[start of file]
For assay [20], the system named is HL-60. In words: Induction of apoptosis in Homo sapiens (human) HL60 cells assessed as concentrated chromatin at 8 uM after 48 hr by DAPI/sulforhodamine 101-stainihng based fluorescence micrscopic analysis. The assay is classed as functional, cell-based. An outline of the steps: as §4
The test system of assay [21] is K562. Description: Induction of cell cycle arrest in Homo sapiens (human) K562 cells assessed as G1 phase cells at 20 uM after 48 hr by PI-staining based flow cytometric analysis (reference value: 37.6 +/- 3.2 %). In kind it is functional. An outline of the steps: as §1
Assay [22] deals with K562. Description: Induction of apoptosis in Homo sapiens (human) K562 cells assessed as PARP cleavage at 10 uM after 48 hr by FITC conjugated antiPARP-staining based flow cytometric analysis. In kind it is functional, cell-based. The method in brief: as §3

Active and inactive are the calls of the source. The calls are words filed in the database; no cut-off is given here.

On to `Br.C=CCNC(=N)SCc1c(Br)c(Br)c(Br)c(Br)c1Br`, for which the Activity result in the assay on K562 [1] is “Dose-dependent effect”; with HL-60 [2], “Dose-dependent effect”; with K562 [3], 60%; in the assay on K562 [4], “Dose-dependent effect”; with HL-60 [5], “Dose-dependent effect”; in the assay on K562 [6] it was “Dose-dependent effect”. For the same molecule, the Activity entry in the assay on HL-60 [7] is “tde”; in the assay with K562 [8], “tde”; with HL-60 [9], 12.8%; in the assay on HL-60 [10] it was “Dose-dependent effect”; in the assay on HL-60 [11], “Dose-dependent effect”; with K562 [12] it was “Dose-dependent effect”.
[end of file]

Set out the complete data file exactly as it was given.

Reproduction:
For assay [20], the system named is HL-60. In words: Induction of apoptosis in Homo sapiens (human) HL60 cells assessed as concentrated chromatin at 8 uM after 48 hr by DAPI/sulforhodamine 101-stainihng based fluorescence micrscopic analysis. The assay is classed as functional, cell-based. An outline of the steps: as §4
The test system of assay [21] is K562. Description: Induction of cell cycle arrest in Homo sapiens (human) K562 cells assessed as G1 phase cells at 20 uM after 48 hr by PI-staining based flow cytometric analysis (reference value: 37.6 +/- 3.2 %). In kind it is functional. An outline of the steps: as §1
Assay [22] deals with K562. Description: Induction of apoptosis in Homo sapiens (human) K562 cells assessed as PARP cleavage at 10 uM after 48 hr by FITC conjugated antiPARP-staining based flow cytometric analysis. In kind it is functional, cell-based. The method in brief: as §3

Active and inactive are the calls of the source. The calls are words filed in the database; no cut-off is given here.

On to `Br.C=CCNC(=N)SCc1c(Br)c(Br)c(Br)c(Br)c1Br`, for which the Activity result in the assay on K562 [1] is “Dose-dependent effect”; with HL-60 [2], “Dose-dependent effect”; with K562 [3], 60%; in the assay on K562 [4], “Dose-dependent effect”; with HL-60 [5], “Dose-dependent effect”; in the assay on K562 [6] it was “Dose-dependent effect”. For the same molecule, the Activity entry in the assay on HL-60 [7] is “tde”; in the assay with K562 [8], “tde”; with HL-60 [9], 12.8%; in the assay on HL-60 [10] it was “Dose-dependent effect”; in the assay on HL-60 [11], “Dose-dependent effect”; with K562 [12] it was “Dose-dependent effect”.